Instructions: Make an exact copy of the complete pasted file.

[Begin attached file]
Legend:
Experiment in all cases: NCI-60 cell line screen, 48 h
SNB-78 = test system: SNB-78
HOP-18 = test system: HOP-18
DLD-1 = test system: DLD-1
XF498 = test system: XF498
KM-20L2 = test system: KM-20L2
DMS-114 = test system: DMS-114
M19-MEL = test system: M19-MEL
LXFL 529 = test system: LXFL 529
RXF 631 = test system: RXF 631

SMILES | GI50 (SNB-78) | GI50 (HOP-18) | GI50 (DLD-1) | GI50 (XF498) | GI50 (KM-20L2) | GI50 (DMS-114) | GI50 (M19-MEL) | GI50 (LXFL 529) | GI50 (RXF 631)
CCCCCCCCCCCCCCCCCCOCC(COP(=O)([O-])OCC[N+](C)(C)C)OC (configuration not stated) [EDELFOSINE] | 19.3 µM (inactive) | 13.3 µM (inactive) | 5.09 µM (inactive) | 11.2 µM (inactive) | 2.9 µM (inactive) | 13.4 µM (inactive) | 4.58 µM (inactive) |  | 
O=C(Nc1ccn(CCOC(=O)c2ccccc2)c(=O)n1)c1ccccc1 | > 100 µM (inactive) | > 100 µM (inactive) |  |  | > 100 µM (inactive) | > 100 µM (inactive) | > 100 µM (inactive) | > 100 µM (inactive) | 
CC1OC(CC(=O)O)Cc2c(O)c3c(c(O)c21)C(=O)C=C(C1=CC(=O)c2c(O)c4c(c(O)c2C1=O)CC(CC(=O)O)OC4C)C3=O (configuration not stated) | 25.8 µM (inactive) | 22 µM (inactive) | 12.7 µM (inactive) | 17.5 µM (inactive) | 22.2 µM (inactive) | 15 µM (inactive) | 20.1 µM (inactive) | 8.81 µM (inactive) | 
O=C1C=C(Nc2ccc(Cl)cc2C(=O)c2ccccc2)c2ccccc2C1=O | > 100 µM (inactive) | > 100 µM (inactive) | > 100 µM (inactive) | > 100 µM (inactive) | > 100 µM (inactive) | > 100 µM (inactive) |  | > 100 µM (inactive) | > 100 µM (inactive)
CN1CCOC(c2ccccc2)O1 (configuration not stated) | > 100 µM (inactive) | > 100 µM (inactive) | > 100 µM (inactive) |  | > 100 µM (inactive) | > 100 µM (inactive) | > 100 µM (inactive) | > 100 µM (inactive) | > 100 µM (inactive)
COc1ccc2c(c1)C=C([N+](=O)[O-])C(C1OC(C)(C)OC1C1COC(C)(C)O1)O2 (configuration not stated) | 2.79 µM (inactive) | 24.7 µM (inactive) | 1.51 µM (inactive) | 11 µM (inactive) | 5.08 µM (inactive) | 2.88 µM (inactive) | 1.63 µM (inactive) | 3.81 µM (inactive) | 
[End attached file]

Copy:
Legend:
Experiment in all cases: NCI-60 cell line screen, 48 h
SNB-78 = test system: SNB-78
HOP-18 = test system: HOP-18
DLD-1 = test system: DLD-1
XF498 = test system: XF498
KM-20L2 = test system: KM-20L2
DMS-114 = test system: DMS-114
M19-MEL = test system: M19-MEL
LXFL 529 = test system: LXFL 529
RXF 631 = test system: RXF 631

SMILES | GI50 (SNB-78) | GI50 (HOP-18) | GI50 (DLD-1) | GI50 (XF498) | GI50 (KM-20L2) | GI50 (DMS-114) | GI50 (M19-MEL) | GI50 (LXFL 529) | GI50 (RXF 631)
CCCCCCCCCCCCCCCCCCOCC(COP(=O)([O-])OCC[N+](C)(C)C)OC (configuration not stated) [EDELFOSINE] | 19.3 µM (inactive) | 13.3 µM (inactive) | 5.09 µM (inactive) | 11.2 µM (inactive) | 2.9 µM (inactive) | 13.4 µM (inactive) | 4.58 µM (inactive) |  | 
O=C(Nc1ccn(CCOC(=O)c2ccccc2)c(=O)n1)c1ccccc1 | > 100 µM (inactive) | > 100 µM (inactive) |  |  | > 100 µM (inactive) | > 100 µM (inactive) | > 100 µM (inactive) | > 100 µM (inactive) | 
CC1OC(CC(=O)O)Cc2c(O)c3c(c(O)c21)C(=O)C=C(C1=CC(=O)c2c(O)c4c(c(O)c2C1=O)CC(CC(=O)O)OC4C)C3=O (configuration not stated) | 25.8 µM (inactive) | 22 µM (inactive) | 12.7 µM (inactive) | 17.5 µM (inactive) | 22.2 µM (inactive) | 15 µM (inactive) | 20.1 µM (inactive) | 8.81 µM (inactive) | 
O=C1C=C(Nc2ccc(Cl)cc2C(=O)c2ccccc2)c2ccccc2C1=O | > 100 µM (inactive) | > 100 µM (inactive) | > 100 µM (inactive) | > 100 µM (inactive) | > 100 µM (inactive) | > 100 µM (inactive) |  | > 100 µM (inactive) | > 100 µM (inactive)
CN1CCOC(c2ccccc2)O1 (configuration not stated) | > 100 µM (inactive) | > 100 µM (inactive) | > 100 µM (inactive) |  | > 100 µM (inactive) | > 100 µM (inactive) | > 100 µM (inactive) | > 100 µM (inactive) | > 100 µM (inactive)
COc1ccc2c(c1)C=C([N+](=O)[O-])C(C1OC(C)(C)OC1C1COC(C)(C)O1)O2 (configuration not stated) | 2.79 µM (inactive) | 24.7 µM (inactive) | 1.51 µM (inactive) | 11 µM (inactive) | 5.08 µM (inactive) | 2.88 µM (inactive) | 1.63 µM (inactive) | 3.81 µM (inactive) | 